A victory for pro-lifers today as word comes from KOTA that the 8th U.S. Court of Appeals has overturned a lower court decision to
block enforcement of a South Dakota law that would require doctors to tell women seeking abortions that the procedure ends a human life.
The case now goes back to U.S. District Judge Karen Schreier in Rapid City for further hearing.
The law was actually passed in 2005 and required abortionists to inform women seeking an abortion that "abortion will terminate the life of a whole, separate, unique, living human being."
Planned Parenthood argues that the law, intended to provide more medical information to women seeking abortions, violates the free speech rights of abortionists by forcing them to tell patients about this.
Today's decision in Planned Parenthood v. Rounds can be read here.
The decision lifts the injunction from enforcement of the law:
We conclude that the district court erred in granting a preliminary injunction based on Planned Parenthood’s claim that the Act violates physicians’ First Amendment rights. Accordingly, we vacate the preliminary injunction and remand to the district court for further proceedings consistent with this opinion.
Alliance Defense Fund (ADF) allied attorney Harold Cassidy represented state crisis pregnancy centers in filing a friend-of-the-court brief in support of the law.
In a press release from the ADF today, ADF Senior Counsel Jordan Lorence said, “A woman’s life is worth more than Planned Parenthood’s bottom line. Anyone truly concerned about the interests of women supports making sure they have access to all the information necessary to make a fully informed decision. Planned Parenthood, on the other hand, has argued adamantly to restrict the information women have about the lives of their pre-born babies. We’re pleased the court’s decision today will make sure women have access to the information they need and deserve.”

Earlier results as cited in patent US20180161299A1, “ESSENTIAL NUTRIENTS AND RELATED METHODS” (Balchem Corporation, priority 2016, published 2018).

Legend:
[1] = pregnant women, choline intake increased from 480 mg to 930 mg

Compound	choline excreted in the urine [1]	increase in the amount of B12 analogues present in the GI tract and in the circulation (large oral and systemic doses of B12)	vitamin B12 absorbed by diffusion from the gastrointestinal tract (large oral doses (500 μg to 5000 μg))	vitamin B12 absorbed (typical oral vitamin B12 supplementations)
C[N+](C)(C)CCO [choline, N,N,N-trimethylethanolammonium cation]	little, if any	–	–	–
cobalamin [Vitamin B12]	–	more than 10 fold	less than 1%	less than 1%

Stacy Wollman, executive director for Black Hills Crisis Pregnancy Center, was pleased with the decision. "Women deserve to be told the truth. The South Dakota legislature recognized this fact three years ago, and today, so did the court. It is a great day for women throughout South Dakota, including the women we see in Rapid City."
Kimberly Martinez of the Alpha Center in Sioux Falls said, "Thanks to today's decision by the court, women are now going to be given the truth by abortion providers, who have been fighting to avoid doing so for years."
Medical authorities are already required to tell patients all sorts of things for all sorts of procedures; why is this any different? Could it be because the woman might come face to face with the reality that she is considering ending the life of her child?
In almost every medical case, more information is seen as positive. Why would more information about the ramifications of a woman's abortion be a bad thing? Could it be that she might realize she'd be ending the life of her unborn child--an irrevocable act--and that would mean less abortion revenue for Planned Parenthood?
What an upside-down world we live in where some medical authorities promote ignorance over information, and some judges help them promote ignorance.
Fortunately common sense has carried the day over political agenda this time. We'll see if it continues as this case goes back to court in Rapid City.